# What's a statistic?

[Martin Taylor 940830 13:40]

Rick Marken (940829.1110)

Martin Taylor (940829 10:40) --

Me:

Have you seen any of this "passive statistical analysis" taking place

Martin:

Of course you can see it, at least some of it, physiologically if not
psychologically. The data flow is reduced by a factor of 100 between the
retinal receptors and the optic nerve

But there is not necessarily anything "statistical" about this reduction.
Statistical analysis implies that some statistical measures of the input data
are being computed -- means, variances, etc. Have you seen any evidence of
this kind of analysis?

What's a statistic? I learned the word as meaning the reduction of a set
of values to one or a few representative values, such as, indeed, means,
variances, etc.

Every PIF computes a statistic of a kind, but I meant a bit more than that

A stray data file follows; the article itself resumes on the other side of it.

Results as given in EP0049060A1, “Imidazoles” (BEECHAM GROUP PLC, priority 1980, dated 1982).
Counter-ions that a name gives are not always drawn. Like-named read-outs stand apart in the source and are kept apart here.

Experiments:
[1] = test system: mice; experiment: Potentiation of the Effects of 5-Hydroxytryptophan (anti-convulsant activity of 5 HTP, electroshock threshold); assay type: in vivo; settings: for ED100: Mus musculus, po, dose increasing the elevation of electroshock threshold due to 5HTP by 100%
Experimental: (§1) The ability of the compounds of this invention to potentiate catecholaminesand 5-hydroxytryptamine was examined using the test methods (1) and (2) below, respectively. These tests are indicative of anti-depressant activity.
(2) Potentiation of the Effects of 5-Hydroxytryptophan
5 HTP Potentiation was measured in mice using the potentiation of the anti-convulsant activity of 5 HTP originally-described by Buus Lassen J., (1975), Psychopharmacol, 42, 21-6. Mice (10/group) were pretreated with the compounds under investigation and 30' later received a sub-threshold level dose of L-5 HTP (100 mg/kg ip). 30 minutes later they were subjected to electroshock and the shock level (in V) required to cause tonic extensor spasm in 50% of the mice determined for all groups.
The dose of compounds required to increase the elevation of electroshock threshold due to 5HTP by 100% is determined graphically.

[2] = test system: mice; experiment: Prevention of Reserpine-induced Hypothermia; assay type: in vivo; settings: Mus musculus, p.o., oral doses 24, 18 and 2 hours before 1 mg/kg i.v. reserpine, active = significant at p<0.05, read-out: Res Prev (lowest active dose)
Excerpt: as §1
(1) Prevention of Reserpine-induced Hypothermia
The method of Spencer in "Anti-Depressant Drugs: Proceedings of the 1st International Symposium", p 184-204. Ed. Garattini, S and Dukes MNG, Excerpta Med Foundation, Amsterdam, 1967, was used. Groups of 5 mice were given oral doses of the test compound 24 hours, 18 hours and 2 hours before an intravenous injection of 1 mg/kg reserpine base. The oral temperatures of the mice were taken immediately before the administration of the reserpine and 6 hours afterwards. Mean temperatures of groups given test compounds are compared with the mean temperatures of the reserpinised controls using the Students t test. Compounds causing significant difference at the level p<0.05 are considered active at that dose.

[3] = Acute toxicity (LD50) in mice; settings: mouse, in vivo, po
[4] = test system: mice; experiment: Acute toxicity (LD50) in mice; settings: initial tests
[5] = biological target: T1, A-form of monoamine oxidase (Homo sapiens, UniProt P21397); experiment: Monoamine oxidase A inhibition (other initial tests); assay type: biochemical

when I talked about "passive statistical analysis" reducing the dimensionality
of the sensory input. A mean is a scaled version of the sum, and any
intensity-level PIF will do that. The question is whether that kind of
operation is done before the sensory data get to the point at which
controllable perceptual signals are computed. The reduction between the
number of retinal receptors and the number of fibres in the optic nerve
is not done by selecting which receptors to connect to an output, but by
computing various relationships among the receptor outputs, and sending
the results of those computations (windowed sums, time-differences,
differences between the average of the middle and the average of a surrounding
ring, and so forth) to the higher levels. These are statistics, and
they seem to be statistics that are of some value in the further development
of controlled perceptions.

One interesting question is just how far the computation of these statistics
reduces the number of degrees of freedom available in the input, because
it is that reduction that determines the magnitude of the alerting problem.

Martin